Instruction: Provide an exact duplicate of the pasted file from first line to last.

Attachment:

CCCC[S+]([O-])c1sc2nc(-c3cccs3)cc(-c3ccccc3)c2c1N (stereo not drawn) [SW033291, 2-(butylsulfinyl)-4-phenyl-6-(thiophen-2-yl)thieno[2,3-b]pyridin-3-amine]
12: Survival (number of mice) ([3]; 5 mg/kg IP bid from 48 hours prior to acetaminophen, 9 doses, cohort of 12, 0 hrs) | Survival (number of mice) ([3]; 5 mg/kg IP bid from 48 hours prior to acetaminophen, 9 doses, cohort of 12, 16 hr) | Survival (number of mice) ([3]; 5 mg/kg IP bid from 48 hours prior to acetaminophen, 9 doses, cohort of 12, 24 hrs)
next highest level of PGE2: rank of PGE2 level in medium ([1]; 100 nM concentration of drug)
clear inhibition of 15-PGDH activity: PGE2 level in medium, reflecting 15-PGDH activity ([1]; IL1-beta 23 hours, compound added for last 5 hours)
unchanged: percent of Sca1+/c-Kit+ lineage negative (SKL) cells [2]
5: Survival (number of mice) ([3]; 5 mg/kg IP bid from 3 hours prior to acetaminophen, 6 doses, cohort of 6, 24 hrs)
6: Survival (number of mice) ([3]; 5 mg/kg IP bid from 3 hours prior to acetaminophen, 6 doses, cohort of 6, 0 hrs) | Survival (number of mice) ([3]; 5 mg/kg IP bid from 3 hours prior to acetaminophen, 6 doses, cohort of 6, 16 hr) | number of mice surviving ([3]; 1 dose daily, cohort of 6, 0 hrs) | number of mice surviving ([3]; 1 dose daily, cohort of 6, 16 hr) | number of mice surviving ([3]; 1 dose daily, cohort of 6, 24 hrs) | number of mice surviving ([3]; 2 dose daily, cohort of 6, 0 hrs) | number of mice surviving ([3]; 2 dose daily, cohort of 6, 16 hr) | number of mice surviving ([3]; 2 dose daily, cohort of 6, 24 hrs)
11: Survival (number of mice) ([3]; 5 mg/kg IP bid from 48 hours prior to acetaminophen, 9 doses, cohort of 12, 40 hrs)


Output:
CCCC[S+]([O-])c1sc2nc(-c3cccs3)cc(-c3ccccc3)c2c1N (stereo not drawn) [SW033291, 2-(butylsulfinyl)-4-phenyl-6-(thiophen-2-yl)thieno[2,3-b]pyridin-3-amine]
12: Survival (number of mice) ([3]; 5 mg/kg IP bid from 48 hours prior to acetaminophen, 9 doses, cohort of 12, 0 hrs) | Survival (number of mice) ([3]; 5 mg/kg IP bid from 48 hours prior to acetaminophen, 9 doses, cohort of 12, 16 hr) | Survival (number of mice) ([3]; 5 mg/kg IP bid from 48 hours prior to acetaminophen, 9 doses, cohort of 12, 24 hrs)
next highest level of PGE2: rank of PGE2 level in medium ([1]; 100 nM concentration of drug)
clear inhibition of 15-PGDH activity: PGE2 level in medium, reflecting 15-PGDH activity ([1]; IL1-beta 23 hours, compound added for last 5 hours)
unchanged: percent of Sca1+/c-Kit+ lineage negative (SKL) cells [2]
5: Survival (number of mice) ([3]; 5 mg/kg IP bid from 3 hours prior to acetaminophen, 6 doses, cohort of 6, 24 hrs)
6: Survival (number of mice) ([3]; 5 mg/kg IP bid from 3 hours prior to acetaminophen, 6 doses, cohort of 6, 0 hrs) | Survival (number of mice) ([3]; 5 mg/kg IP bid from 3 hours prior to acetaminophen, 6 doses, cohort of 6, 16 hr) | number of mice surviving ([3]; 1 dose daily, cohort of 6, 0 hrs) | number of mice surviving ([3]; 1 dose daily, cohort of 6, 16 hr) | number of mice surviving ([3]; 1 dose daily, cohort of 6, 24 hrs) | number of mice surviving ([3]; 2 dose daily, cohort of 6, 0 hrs) | number of mice surviving ([3]; 2 dose daily, cohort of 6, 16 hr) | number of mice surviving ([3]; 2 dose daily, cohort of 6, 24 hrs)
11: Survival (number of mice) ([3]; 5 mg/kg IP bid from 48 hours prior to acetaminophen, 9 doses, cohort of 12, 40 hrs)